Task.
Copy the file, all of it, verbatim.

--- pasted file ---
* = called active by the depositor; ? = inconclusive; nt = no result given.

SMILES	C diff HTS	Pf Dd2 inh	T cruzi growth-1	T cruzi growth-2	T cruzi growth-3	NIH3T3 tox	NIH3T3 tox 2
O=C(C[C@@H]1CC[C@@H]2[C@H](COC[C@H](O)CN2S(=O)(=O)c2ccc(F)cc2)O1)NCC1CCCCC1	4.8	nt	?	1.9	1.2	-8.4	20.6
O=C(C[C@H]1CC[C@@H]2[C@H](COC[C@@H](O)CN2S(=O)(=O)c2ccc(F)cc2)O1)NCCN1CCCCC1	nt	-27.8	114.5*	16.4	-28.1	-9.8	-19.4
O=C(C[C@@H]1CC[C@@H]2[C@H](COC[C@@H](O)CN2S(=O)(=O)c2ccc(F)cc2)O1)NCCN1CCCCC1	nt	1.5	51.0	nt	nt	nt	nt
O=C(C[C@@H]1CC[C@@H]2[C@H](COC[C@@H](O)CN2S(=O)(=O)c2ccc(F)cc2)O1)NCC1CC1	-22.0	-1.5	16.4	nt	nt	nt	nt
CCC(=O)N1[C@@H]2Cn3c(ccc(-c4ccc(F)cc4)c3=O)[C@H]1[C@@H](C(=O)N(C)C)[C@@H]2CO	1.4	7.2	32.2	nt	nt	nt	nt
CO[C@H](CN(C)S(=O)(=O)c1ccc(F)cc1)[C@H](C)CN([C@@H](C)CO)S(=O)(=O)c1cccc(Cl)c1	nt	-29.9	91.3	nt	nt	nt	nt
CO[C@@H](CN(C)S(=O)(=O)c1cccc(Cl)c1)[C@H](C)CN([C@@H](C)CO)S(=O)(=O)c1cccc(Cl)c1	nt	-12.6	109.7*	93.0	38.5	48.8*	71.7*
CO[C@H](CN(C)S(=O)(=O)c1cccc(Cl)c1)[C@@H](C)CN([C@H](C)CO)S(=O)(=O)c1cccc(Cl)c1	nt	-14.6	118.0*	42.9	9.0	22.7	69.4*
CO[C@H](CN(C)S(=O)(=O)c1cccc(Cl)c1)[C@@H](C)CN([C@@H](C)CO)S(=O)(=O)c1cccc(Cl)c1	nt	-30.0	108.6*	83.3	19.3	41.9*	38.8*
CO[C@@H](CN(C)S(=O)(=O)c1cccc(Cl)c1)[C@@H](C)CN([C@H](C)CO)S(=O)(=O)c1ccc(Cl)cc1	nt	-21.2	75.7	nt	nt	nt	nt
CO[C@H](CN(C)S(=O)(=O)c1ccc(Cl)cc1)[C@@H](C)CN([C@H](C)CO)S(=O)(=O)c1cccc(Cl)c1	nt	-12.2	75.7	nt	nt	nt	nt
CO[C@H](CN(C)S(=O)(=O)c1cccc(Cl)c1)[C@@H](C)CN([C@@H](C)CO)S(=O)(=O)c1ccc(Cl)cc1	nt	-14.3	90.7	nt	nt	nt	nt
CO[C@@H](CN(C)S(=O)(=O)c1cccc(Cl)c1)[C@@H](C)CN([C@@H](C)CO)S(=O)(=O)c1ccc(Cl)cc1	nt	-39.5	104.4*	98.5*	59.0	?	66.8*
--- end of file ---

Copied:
* = called active by the depositor; ? = inconclusive; nt = no result given.

SMILES	C diff HTS	Pf Dd2 inh	T cruzi growth-1	T cruzi growth-2	T cruzi growth-3	NIH3T3 tox	NIH3T3 tox 2
O=C(C[C@@H]1CC[C@@H]2[C@H](COC[C@H](O)CN2S(=O)(=O)c2ccc(F)cc2)O1)NCC1CCCCC1	4.8	nt	?	1.9	1.2	-8.4	20.6
O=C(C[C@H]1CC[C@@H]2[C@H](COC[C@@H](O)CN2S(=O)(=O)c2ccc(F)cc2)O1)NCCN1CCCCC1	nt	-27.8	114.5*	16.4	-28.1	-9.8	-19.4
O=C(C[C@@H]1CC[C@@H]2[C@H](COC[C@@H](O)CN2S(=O)(=O)c2ccc(F)cc2)O1)NCCN1CCCCC1	nt	1.5	51.0	nt	nt	nt	nt
O=C(C[C@@H]1CC[C@@H]2[C@H](COC[C@@H](O)CN2S(=O)(=O)c2ccc(F)cc2)O1)NCC1CC1	-22.0	-1.5	16.4	nt	nt	nt	nt
CCC(=O)N1[C@@H]2Cn3c(ccc(-c4ccc(F)cc4)c3=O)[C@H]1[C@@H](C(=O)N(C)C)[C@@H]2CO	1.4	7.2	32.2	nt	nt	nt	nt
CO[C@H](CN(C)S(=O)(=O)c1ccc(F)cc1)[C@H](C)CN([C@@H](C)CO)S(=O)(=O)c1cccc(Cl)c1	nt	-29.9	91.3	nt	nt	nt	nt
CO[C@@H](CN(C)S(=O)(=O)c1cccc(Cl)c1)[C@H](C)CN([C@@H](C)CO)S(=O)(=O)c1cccc(Cl)c1	nt	-12.6	109.7*	93.0	38.5	48.8*	71.7*
CO[C@H](CN(C)S(=O)(=O)c1cccc(Cl)c1)[C@@H](C)CN([C@H](C)CO)S(=O)(=O)c1cccc(Cl)c1	nt	-14.6	118.0*	42.9	9.0	22.7	69.4*
CO[C@H](CN(C)S(=O)(=O)c1cccc(Cl)c1)[C@@H](C)CN([C@@H](C)CO)S(=O)(=O)c1cccc(Cl)c1	nt	-30.0	108.6*	83.3	19.3	41.9*	38.8*
CO[C@@H](CN(C)S(=O)(=O)c1cccc(Cl)c1)[C@@H](C)CN([C@H](C)CO)S(=O)(=O)c1ccc(Cl)cc1	nt	-21.2	75.7	nt	nt	nt	nt
CO[C@H](CN(C)S(=O)(=O)c1ccc(Cl)cc1)[C@@H](C)CN([C@H](C)CO)S(=O)(=O)c1cccc(Cl)c1	nt	-12.2	75.7	nt	nt	nt	nt
CO[C@H](CN(C)S(=O)(=O)c1cccc(Cl)c1)[C@@H](C)CN([C@@H](C)CO)S(=O)(=O)c1ccc(Cl)cc1	nt	-14.3	90.7	nt	nt	nt	nt
CO[C@@H](CN(C)S(=O)(=O)c1cccc(Cl)c1)[C@@H](C)CN([C@@H](C)CO)S(=O)(=O)c1ccc(Cl)cc1	nt	-39.5	104.4*	98.5*	59.0	?	66.8*